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High Energy Physics Seminar

Monday, December 9, 2019
4:00pm to 5:00pm
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Lauritsen 469
An optomechanical architecture for dark matter detection
Dan Carney, University of Maryland & FNAL,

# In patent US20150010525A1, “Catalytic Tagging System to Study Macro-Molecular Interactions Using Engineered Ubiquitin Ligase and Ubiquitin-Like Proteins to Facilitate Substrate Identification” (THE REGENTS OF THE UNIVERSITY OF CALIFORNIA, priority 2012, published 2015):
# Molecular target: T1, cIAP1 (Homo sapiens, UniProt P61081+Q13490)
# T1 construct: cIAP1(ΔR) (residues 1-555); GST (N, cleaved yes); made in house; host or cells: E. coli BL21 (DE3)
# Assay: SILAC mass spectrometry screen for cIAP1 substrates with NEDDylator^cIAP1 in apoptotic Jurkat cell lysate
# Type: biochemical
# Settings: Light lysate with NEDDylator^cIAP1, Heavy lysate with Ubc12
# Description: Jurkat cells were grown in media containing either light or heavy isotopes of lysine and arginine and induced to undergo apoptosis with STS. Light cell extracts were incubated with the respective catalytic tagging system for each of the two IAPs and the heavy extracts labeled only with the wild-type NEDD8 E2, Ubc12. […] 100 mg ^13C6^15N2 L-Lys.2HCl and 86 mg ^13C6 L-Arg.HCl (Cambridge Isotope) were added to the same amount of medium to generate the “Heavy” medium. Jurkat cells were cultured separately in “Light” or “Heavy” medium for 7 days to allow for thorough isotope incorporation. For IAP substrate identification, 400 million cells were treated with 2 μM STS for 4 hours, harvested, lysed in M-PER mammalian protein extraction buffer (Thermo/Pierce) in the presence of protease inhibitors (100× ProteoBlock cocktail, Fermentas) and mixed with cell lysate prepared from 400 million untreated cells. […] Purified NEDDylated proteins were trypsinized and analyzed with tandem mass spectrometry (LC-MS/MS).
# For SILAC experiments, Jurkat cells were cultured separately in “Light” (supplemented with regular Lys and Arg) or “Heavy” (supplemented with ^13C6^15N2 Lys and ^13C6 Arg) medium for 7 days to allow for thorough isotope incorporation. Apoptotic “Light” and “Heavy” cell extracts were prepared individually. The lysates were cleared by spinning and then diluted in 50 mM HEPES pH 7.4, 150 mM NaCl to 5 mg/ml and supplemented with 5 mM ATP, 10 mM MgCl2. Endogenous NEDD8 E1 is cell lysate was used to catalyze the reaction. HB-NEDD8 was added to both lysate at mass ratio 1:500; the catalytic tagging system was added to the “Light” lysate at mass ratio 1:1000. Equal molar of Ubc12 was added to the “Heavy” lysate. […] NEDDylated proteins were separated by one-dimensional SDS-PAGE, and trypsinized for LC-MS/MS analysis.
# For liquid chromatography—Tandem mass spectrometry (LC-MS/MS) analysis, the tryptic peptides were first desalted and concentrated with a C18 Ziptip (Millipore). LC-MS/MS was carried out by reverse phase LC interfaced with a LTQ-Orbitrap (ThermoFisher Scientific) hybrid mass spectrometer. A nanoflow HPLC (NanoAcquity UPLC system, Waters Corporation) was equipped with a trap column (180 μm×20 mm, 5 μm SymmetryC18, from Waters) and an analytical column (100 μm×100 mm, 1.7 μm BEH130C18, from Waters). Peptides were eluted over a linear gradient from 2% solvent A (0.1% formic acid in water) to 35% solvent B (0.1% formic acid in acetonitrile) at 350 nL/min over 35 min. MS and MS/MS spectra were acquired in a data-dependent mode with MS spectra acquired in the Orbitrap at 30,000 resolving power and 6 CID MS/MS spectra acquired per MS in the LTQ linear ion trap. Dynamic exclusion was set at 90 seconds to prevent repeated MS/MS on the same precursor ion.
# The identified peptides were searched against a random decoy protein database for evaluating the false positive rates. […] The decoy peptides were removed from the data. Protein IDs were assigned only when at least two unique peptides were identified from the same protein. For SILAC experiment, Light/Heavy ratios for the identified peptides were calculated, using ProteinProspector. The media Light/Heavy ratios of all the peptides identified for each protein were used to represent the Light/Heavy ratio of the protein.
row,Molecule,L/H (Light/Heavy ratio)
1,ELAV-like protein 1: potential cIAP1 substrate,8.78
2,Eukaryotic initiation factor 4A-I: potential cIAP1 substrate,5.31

Nearly forty years ago, Caves, Thorne, and their collaborators asked a simple question: what are the limits to the detection of a small change in the position of an object? Based on their conceptual work, in 2016, LIGO achieved the first direct detection of a passing gravitational wave. If one is looking for a rapid impulse delivered to a device instead of a quasi-periodic wave signal, one can ask about the analogous quantum limits to detectability. I will discuss some work on this ``quantum impulse metrology'' problem, and present applications in the search for dark matter. In particular, I will present a concept for an optomechanical detection scheme which, near the limits of what is possible according to quantum mechanics, would be capable of direct detection of sufficiently heavy dark matter candidates purely through their gravitational interactions with the device.

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